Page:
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Helicopter makes emergency landing in Lindenhurst

A helicopter made a hard emergency landing in

A helicopter made a hard emergency landing in a Lindenhurst intersection on Wednesday, Jan. 27, 2016, Federal Aviation Administration officials said. Credit: George Collins

This story was reported by Laura Blasey, Darran Simon and Candice Ruud. It was written by Ruud

A helicopter with a flight student on board lost power and made an emergency landing Wednesday in a Lindenhurst neighborhood, narrowly missing rooftops and a maze of power lines, police and witnesses said.

The copter crash-landed in an intersection, but the pilot and his student-passenger scrambled from the wreckage with no injuries, authorities said.

The two-seat Robinson R22, nearly 29 feet long, only clipped a street sign — a fact that impressed neighbors and first responders at the scene.

“Somebody was with him today,” said Sherry Burgess, 60, who lives in a nearby apartment complex and saw the drama unfold. “How this young man put this helicopter down where he put it is nothing less than a true miracle. He is a hero today.”

Police identified the flight instructor as Joseph Lombardo, 26, of Lindenhurst, and the student as Ming Chen, 27, of China, who is staying with Lombardo. Both declined to be interviewed.

The light-duty copter was inbound to Republic Airport after a flying lesson when it made the emergency landing shortly before noon several miles south of the airport, officials said.

The copter was flying at an elevation of about 700 feet when it lost power, said Frank D’Elia, vice president of operations at Academy of Aviation, the Republic Airport-based flight school where Lombardo has worked for more than a year.

Moments before the crash, Lombardo made a distress call to air traffic controllers at the Republic tower, according to an audio recording from

“Mayday, mayday, mayday — helicopter 4 lima echo with engine failure,” the pilot says.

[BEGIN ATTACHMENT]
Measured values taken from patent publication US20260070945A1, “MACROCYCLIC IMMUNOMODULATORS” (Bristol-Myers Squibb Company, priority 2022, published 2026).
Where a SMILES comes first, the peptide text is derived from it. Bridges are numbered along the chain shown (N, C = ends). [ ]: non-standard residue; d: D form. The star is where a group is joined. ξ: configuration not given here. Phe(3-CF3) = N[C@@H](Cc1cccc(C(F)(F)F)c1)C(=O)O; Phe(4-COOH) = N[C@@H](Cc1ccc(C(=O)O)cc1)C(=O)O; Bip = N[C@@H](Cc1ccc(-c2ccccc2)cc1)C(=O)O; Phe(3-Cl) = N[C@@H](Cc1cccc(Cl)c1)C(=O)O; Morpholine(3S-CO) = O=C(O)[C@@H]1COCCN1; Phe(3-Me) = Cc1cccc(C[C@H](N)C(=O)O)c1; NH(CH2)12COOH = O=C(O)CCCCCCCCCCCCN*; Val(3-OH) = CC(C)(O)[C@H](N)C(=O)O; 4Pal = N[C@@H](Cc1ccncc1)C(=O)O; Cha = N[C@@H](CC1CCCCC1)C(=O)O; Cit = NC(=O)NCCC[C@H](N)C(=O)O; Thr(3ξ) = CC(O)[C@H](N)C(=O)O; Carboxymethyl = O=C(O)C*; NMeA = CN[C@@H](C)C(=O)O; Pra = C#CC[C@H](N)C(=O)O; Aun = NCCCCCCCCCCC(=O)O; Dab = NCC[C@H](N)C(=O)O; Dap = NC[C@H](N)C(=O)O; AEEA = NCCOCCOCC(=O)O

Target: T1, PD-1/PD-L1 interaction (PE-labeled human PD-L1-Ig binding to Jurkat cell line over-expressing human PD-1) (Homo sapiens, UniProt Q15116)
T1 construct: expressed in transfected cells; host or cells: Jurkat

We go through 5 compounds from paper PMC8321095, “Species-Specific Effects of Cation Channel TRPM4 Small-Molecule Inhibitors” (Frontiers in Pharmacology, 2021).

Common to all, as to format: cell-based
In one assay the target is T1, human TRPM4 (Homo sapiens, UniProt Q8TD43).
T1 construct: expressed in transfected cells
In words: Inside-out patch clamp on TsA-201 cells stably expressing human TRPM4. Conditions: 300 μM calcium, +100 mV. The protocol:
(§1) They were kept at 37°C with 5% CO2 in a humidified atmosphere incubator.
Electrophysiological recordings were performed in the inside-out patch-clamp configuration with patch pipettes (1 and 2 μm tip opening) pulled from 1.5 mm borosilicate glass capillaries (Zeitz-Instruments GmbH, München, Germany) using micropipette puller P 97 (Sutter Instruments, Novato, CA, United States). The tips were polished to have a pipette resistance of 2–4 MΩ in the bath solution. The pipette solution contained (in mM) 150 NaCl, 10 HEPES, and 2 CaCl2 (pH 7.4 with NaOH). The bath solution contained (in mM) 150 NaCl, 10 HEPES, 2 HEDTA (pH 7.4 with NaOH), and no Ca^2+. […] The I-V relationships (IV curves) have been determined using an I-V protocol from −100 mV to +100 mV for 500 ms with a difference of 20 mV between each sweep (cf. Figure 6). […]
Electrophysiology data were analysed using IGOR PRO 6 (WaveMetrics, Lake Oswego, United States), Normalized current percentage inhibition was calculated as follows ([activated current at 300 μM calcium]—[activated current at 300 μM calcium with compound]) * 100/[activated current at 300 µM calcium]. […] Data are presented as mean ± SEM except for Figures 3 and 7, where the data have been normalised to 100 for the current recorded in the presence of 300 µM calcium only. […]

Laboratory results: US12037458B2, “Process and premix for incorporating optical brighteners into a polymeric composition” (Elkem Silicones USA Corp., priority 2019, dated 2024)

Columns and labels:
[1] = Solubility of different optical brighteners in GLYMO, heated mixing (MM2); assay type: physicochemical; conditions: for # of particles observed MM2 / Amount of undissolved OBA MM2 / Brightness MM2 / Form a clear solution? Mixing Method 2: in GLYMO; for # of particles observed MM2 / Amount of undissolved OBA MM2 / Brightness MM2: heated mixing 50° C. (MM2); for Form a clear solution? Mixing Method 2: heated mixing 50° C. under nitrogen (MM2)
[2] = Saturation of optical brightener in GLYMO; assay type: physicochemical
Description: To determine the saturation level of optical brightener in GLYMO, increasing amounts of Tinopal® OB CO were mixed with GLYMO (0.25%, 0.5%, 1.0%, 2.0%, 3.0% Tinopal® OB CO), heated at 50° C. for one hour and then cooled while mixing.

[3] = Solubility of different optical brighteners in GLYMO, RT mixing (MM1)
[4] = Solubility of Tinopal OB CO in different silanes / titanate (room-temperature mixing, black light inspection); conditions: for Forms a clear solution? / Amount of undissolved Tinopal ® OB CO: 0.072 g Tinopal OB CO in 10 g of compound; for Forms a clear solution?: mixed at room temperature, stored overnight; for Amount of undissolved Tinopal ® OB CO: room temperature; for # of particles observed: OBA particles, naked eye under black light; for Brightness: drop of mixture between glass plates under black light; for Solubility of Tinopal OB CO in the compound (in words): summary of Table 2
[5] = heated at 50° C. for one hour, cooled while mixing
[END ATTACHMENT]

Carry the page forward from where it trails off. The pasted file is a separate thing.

A controller responds: “Are you able to make it to the field?”

“Negative, negative.”

Witnesses said the copter landed hard in the street, skidded and came to rest on its side at East Alhambra Avenue and Buena Vista Boulevard, south of Montauk Highway. Neighbors who rushed out of their homes couldn’t believe it when the two men climbed out.

“The student came out and was shaking like a leaf,” Burgess said. “I wrapped him up in a blanket.”

Laura St. Angelo, 54, said she saw the helicopter flying low near her house, then heard the engine sputtering.

“He came even lower and . . . the next thing, it completely stalled,” she said. “I saw [the pilot’s] face in complete fear. God bless him that he’s alive.”

St. Angelo said she later gave both Lombardo and Chen a hug.

“I said please give me a big smile so I could always remember that instead of the scared look on your face,” she said she told Lombardo.

Greg Alvarella, who lives a few houses from the intersection, recalled hearing an unusual sound.

“I was laying in bed and heard the crash,” he said. “It sounded like someone dropped a pile of wood.”

D’Elia, from the flight school, said the copter was totaled but Lombardo’s quick thinking minimized the damage and protected the public.

“No injuries on the ground, no injuries in the aircraft — that’s what you hope for,” D’Elia said. “We’re anxious to see what could have gone wrong to have them have a loss of engine power.”

The R22, made by the Robinson Helicopter Co. based in Torrance, California, is commonly used in flight training.

D’Elia said the Academy of Aviation had been leasing the copter from a Los Angeles-based company for more than a year. The damaged aircraft was loaded onto a flatbed truck Wednesday afternoon and towed to a shop, where it will be inspected by the Federal Aviation Administration, he said.

The FAA said in a statement it is investigating the incident.

According to FAA records, Lombardo was most recently issued his flight instructor certificate in June 2015 and his commercial pilot certificate in September 2014. Elia said Lombardo had served in the military.

All pilots regularly train for incidents like the one that happened Wednesday, said Chris Dancy, communications director for Helicopter Association International, an trade group based in Alexandria, Virginia.

“Loss of engine power is actually not that frequent, the engines are very reliable, but it does happen,” Dancy said, adding that when the helicopter loses power, it can still be maneuvered by the pilot and potentially set down safely.

“One of the advantages of the helicopter is you can bring it nearly straight down, so even a wide intersection can provide you with enough space.”

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